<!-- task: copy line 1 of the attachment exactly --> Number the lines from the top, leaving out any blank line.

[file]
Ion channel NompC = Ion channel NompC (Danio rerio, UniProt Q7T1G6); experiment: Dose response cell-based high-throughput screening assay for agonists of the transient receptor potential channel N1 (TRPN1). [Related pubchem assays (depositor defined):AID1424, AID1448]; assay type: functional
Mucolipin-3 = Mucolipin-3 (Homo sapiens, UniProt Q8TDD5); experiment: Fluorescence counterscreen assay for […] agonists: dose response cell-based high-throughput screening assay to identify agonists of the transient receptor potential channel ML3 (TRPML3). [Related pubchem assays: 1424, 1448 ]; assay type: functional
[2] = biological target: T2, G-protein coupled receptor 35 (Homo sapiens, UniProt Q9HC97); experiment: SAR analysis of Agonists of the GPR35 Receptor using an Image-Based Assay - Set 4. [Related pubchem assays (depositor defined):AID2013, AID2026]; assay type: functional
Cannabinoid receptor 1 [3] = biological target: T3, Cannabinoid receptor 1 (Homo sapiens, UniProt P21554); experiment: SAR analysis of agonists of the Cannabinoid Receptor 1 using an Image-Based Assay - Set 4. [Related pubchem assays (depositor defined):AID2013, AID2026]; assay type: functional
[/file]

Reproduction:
Ion channel NompC = Ion channel NompC (Danio rerio, UniProt Q7T1G6); experiment: Dose response cell-based high-throughput screening assay for agonists of the transient receptor potential channel N1 (TRPN1). [Related pubchem assays (depositor defined):AID1424, AID1448]; assay type: functional